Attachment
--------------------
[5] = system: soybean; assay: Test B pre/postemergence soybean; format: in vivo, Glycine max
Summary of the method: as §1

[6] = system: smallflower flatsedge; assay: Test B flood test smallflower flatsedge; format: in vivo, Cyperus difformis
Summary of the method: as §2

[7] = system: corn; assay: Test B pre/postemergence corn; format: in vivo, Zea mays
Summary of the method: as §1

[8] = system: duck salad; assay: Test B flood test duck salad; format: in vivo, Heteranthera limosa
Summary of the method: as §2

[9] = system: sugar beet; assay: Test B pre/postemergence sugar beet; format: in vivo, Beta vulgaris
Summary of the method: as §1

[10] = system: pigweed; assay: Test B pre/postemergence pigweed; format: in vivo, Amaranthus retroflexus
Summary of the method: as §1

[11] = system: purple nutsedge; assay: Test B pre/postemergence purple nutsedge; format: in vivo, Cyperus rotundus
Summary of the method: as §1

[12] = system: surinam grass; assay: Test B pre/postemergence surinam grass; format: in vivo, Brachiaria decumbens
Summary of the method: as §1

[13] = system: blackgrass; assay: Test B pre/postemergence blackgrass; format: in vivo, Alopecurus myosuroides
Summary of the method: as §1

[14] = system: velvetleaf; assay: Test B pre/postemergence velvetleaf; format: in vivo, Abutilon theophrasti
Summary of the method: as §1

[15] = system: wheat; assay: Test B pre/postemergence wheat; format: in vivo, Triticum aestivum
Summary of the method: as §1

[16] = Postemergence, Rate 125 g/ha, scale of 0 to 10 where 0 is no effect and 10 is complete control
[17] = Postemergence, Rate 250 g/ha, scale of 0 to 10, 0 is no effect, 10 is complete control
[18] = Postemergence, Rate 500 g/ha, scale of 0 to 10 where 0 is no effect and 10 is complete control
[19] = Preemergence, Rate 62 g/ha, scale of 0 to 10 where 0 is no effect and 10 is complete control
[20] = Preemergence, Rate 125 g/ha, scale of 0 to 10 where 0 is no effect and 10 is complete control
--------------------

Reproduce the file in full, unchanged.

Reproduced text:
[5] = system: soybean; assay: Test B pre/postemergence soybean; format: in vivo, Glycine max
Summary of the method: as §1

[6] = system: smallflower flatsedge; assay: Test B flood test smallflower flatsedge; format: in vivo, Cyperus difformis
Summary of the method: as §2

[7] = system: corn; assay: Test B pre/postemergence corn; format: in vivo, Zea mays
Summary of the method: as §1

[8] = system: duck salad; assay: Test B flood test duck salad; format: in vivo, Heteranthera limosa
Summary of the method: as §2

[9] = system: sugar beet; assay: Test B pre/postemergence sugar beet; format: in vivo, Beta vulgaris
Summary of the method: as §1

[10] = system: pigweed; assay: Test B pre/postemergence pigweed; format: in vivo, Amaranthus retroflexus
Summary of the method: as §1

[11] = system: purple nutsedge; assay: Test B pre/postemergence purple nutsedge; format: in vivo, Cyperus rotundus
Summary of the method: as §1

[12] = system: surinam grass; assay: Test B pre/postemergence surinam grass; format: in vivo, Brachiaria decumbens
Summary of the method: as §1

[13] = system: blackgrass; assay: Test B pre/postemergence blackgrass; format: in vivo, Alopecurus myosuroides
Summary of the method: as §1

[14] = system: velvetleaf; assay: Test B pre/postemergence velvetleaf; format: in vivo, Abutilon theophrasti
Summary of the method: as §1

[15] = system: wheat; assay: Test B pre/postemergence wheat; format: in vivo, Triticum aestivum
Summary of the method: as §1

[16] = Postemergence, Rate 125 g/ha, scale of 0 to 10 where 0 is no effect and 10 is complete control
[17] = Postemergence, Rate 250 g/ha, scale of 0 to 10, 0 is no effect, 10 is complete control
[18] = Postemergence, Rate 500 g/ha, scale of 0 to 10 where 0 is no effect and 10 is complete control
[19] = Preemergence, Rate 62 g/ha, scale of 0 to 10 where 0 is no effect and 10 is complete control
[20] = Preemergence, Rate 125 g/ha, scale of 0 to 10 where 0 is no effect and 10 is complete control